Since the genetic revolution, biologists have been hard at work understanding the role of individual genes, often with the help of advanced technologies and techniques.
One method used is mosaic analysis, which has led to countless discoveries on the functions of genes. Although it is widely used in Drosophila, commonly known as fruit flies, a popular model organism, it is much more difficult to implement in other organisms.
What is CRISPR?
CRISPR stands for Clustered Regularly Interspace Short Palindromic Repeats, which are repetitions of DNA sequences. CRISPRs were observed in bacterial sequences that show how they transcribe elements of DNA to RNA upon viral infection.
The RNA guides a nuclease, protein cleaves of DNA, to the viral DNA to cut it, subsequently providing protection against the virus. The nucleases are named CRISPR-associated or Cas.
In 2012, researchers were able to demonstrate how RNAs could be constructed to guide Cas to any DNA sequence. The RNA will be made to specifically target one sequence improving the chances of DNA that will be cut on-site and no other genome will be damaged.
Improving Methods of Gene Function Studies
A new study published in the journal PLoS Biology on January 26th describes a technique called Mosaic Analysis by gRNA-induced Corssin-over that uses CRISPR/Cas9 gene-editing technology to make the mosaic analysis simpler.
Although proof-of-principle experiments were done in fruit flies (Drosophila), it theoretically works on any organism where CRISPR methods apply.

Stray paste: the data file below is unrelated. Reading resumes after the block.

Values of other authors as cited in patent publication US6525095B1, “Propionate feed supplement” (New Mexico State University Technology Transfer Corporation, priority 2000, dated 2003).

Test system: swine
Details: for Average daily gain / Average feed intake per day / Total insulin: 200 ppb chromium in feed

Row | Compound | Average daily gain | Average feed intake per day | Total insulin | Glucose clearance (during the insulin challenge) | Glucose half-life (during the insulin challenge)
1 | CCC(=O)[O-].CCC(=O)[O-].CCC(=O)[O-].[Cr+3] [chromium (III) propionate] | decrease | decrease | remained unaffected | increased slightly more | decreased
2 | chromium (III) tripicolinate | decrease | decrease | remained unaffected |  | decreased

Co-author Chun Han, an associate professor in the Department of Molecular Biology and Genets at Cornell University says, "Mosaic analysis has played pivotal roles in major discoveries in cell biology, development, and gene function."
He adds that analyses have using mosaic analysis have been restricted to organisms such as fruit flies because the technique required extensive genetic modifications of chromosomes and combinations of multiple genetic components in a single organism.
These requirements made it difficult for researchers to accomplish analysis even in model organisms especially in other organisms that are not popularly used in gene function studies.
Scientists have now developed a trick to inducing useful mosaics. Each trick requires a chromosomal break generated to trigger recombinant events. Previously used methods to generate breaks required complicated gene manipulations to insert special DNA sequences into chromosomes, limiting mosaic analysis to only a few organisms and even a few tissues within them.
The Cornell team of researchers was able to harness the power of CRISPR-based genome editing to simplify the generation of mosaics.
Mariana Wolfner, senior co-author of the study and a professor of molecular biology and genetics says, "so you can potentially use this in any organism."
The simplification of the process makes it easier for scientists to make the chromosomes break which is required in the mosaic analysis. Cornell's MAGIC technique expands the tools that researchers can use to further understand gene action and function in, potentially, any organism in the future.
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